HJ: I sit in a cor­po­ra­tion for which this is an in­cred­i­bly im­por­tant con­ver­sa­tion. We learned the hard way that when you don’t use your voice for ad­vo­cat­ing for good and you don’t stand up for your val­ues, that si­lence quickly be­comes mis­in­ter­preted. We come from a long her­itage with [Nike founder] Phil Knight of al­ways stand­ing for the ath­lete, al­ways. He is fierce about it. At key mo­ments in cul­tural con­text, po­lit­i­cal con­text, we have to stand for what we be­lieve in.

And we be­lieve in the science of cli­mate change, so we have stood loudly and proudly for the Paris agree­ment. We have built up coali­tions of the will­ing to fight for [it]. And when the ad­min­is­tra­tion de­cided to with­draw from the agree­ment, we were overt about our dis­agree­ment. We have con­sis­tently stood with LGBTQIA, in­clud­ing be­ing part of the am­i­cus brief for civil union. We con­tinue to stand for it. We have stood against the im­mi­gra­tion ban. And then we’ve stood with all those who knelt. We will con­tinue to use our voice. It’s not an easy space. But a brand that doesn’t stand for some­thing is no longer a brand worth work­ing for.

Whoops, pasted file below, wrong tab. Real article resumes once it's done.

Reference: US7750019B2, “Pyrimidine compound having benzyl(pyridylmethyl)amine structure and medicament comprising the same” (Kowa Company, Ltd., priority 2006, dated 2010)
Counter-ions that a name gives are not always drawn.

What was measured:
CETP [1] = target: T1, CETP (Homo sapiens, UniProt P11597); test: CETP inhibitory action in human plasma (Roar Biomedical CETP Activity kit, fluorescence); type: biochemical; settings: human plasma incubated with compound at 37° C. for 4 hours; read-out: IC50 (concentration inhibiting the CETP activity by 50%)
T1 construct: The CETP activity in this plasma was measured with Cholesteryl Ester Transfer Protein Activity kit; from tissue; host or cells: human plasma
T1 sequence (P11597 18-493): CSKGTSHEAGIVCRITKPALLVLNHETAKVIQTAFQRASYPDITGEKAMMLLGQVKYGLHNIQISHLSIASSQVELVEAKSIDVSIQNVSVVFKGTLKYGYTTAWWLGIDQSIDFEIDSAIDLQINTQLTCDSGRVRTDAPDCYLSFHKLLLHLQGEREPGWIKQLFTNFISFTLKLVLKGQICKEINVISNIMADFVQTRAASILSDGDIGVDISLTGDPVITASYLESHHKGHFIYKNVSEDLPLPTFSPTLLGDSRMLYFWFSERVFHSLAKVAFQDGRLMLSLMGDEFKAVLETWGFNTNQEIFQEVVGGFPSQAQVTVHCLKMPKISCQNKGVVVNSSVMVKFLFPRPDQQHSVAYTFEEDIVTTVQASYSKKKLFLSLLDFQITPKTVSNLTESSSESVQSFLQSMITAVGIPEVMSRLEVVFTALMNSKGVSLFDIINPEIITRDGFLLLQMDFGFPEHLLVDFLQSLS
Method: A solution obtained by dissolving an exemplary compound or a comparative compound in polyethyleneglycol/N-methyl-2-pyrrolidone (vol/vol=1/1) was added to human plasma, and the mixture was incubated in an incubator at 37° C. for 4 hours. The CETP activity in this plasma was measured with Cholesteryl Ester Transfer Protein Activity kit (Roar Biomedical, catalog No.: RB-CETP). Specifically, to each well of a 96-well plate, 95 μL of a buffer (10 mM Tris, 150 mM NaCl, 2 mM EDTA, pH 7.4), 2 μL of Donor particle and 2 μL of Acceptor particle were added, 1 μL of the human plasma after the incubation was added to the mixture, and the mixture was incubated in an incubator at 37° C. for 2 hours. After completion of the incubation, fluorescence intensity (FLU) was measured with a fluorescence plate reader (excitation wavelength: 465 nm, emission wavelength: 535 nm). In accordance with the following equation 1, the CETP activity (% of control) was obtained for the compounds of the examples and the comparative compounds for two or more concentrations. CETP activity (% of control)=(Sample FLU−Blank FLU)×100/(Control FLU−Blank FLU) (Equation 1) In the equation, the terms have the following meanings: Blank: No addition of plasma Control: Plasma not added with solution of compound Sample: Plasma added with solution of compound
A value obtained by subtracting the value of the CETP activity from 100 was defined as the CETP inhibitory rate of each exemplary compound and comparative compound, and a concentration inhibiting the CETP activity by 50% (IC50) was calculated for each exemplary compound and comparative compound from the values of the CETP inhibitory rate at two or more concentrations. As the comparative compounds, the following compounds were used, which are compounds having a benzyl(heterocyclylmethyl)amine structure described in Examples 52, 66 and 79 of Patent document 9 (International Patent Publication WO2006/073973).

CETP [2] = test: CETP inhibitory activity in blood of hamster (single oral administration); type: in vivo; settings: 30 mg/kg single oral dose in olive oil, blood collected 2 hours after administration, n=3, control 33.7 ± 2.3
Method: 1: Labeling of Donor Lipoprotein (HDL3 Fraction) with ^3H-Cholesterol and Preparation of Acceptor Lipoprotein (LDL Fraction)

You two seem to ac­cen­tu­ate the pos­i­tives, even in dif­fi­cult sit­u­a­tions. Why?

HJ: Wil­liam Gib­son, the sci-fi writer, said the fu­ture is here, it’s just not dis­trib­uted equally.

Think about the sus­tain­abil­ity move­ment—you fly across the world and you see wind­mill farms ev­ery­where. It doesn’t mat­ter what the U.S. ad­min­is­tra­tion is do­ing; we are all mov­ing to re­new­able en­ergy. Nike will be at 100% re­new­able en­ergy in all our fa­cil­i­ties in the Amer­i­cas within the next cou­ple of years. And it’s not just be­cause it’s an act of benev­o­lence. It’s be­cause it’s good for busi­ness.

“You can’t just rail,” Wam­bach says. “You have to have so­lu­tions.”

“A brand that doesn’t stand for some­thing,” says Jones, “is no longer a brand worth work­ing for.”

Jones, left, and Wam­bach are fight­ing for progress with “rad­i­cal can­dor.”